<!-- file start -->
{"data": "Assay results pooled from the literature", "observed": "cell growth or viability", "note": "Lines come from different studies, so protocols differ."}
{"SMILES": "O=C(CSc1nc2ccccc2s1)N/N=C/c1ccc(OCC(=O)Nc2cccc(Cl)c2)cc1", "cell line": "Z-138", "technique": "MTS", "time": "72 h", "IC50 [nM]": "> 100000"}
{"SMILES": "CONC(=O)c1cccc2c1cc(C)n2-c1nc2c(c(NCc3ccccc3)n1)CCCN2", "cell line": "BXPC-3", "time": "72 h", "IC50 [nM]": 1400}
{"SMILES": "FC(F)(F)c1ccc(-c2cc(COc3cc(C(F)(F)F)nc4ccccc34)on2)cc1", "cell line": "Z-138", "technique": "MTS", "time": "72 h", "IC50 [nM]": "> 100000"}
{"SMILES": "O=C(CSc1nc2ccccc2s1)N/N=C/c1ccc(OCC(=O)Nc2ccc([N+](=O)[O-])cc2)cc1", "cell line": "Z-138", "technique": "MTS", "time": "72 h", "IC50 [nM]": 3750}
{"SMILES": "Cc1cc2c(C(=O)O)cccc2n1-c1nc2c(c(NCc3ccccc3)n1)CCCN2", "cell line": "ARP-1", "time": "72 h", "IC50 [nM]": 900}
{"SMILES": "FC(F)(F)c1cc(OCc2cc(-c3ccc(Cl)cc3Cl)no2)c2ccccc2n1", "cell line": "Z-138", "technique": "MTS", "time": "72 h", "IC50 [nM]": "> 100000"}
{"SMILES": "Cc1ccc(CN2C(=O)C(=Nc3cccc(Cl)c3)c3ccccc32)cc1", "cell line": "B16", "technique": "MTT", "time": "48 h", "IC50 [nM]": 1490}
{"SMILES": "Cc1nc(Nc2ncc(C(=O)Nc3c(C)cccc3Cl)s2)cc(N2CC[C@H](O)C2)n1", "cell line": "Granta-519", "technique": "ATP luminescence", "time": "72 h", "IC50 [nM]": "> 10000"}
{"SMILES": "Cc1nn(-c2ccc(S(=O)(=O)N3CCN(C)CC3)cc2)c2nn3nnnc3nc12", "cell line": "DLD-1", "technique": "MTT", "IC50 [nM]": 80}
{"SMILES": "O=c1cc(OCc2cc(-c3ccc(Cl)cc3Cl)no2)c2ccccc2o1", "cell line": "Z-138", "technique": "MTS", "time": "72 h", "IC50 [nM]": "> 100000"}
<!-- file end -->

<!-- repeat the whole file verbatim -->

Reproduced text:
{"data": "Assay results pooled from the literature", "observed": "cell growth or viability", "note": "Lines come from different studies, so protocols differ."}
{"SMILES": "O=C(CSc1nc2ccccc2s1)N/N=C/c1ccc(OCC(=O)Nc2cccc(Cl)c2)cc1", "cell line": "Z-138", "technique": "MTS", "time": "72 h", "IC50 [nM]": "> 100000"}
{"SMILES": "CONC(=O)c1cccc2c1cc(C)n2-c1nc2c(c(NCc3ccccc3)n1)CCCN2", "cell line": "BXPC-3", "time": "72 h", "IC50 [nM]": 1400}
{"SMILES": "FC(F)(F)c1ccc(-c2cc(COc3cc(C(F)(F)F)nc4ccccc34)on2)cc1", "cell line": "Z-138", "technique": "MTS", "time": "72 h", "IC50 [nM]": "> 100000"}
{"SMILES": "O=C(CSc1nc2ccccc2s1)N/N=C/c1ccc(OCC(=O)Nc2ccc([N+](=O)[O-])cc2)cc1", "cell line": "Z-138", "technique": "MTS", "time": "72 h", "IC50 [nM]": 3750}
{"SMILES": "Cc1cc2c(C(=O)O)cccc2n1-c1nc2c(c(NCc3ccccc3)n1)CCCN2", "cell line": "ARP-1", "time": "72 h", "IC50 [nM]": 900}
{"SMILES": "FC(F)(F)c1cc(OCc2cc(-c3ccc(Cl)cc3Cl)no2)c2ccccc2n1", "cell line": "Z-138", "technique": "MTS", "time": "72 h", "IC50 [nM]": "> 100000"}
{"SMILES": "Cc1ccc(CN2C(=O)C(=Nc3cccc(Cl)c3)c3ccccc32)cc1", "cell line": "B16", "technique": "MTT", "time": "48 h", "IC50 [nM]": 1490}
{"SMILES": "Cc1nc(Nc2ncc(C(=O)Nc3c(C)cccc3Cl)s2)cc(N2CC[C@H](O)C2)n1", "cell line": "Granta-519", "technique": "ATP luminescence", "time": "72 h", "IC50 [nM]": "> 10000"}
{"SMILES": "Cc1nn(-c2ccc(S(=O)(=O)N3CCN(C)CC3)cc2)c2nn3nnnc3nc12", "cell line": "DLD-1", "technique": "MTT", "IC50 [nM]": 80}
{"SMILES": "O=c1cc(OCc2cc(-c3ccc(Cl)cc3Cl)no2)c2ccccc2o1", "cell line": "Z-138", "technique": "MTS", "time": "72 h", "IC50 [nM]": "> 100000"}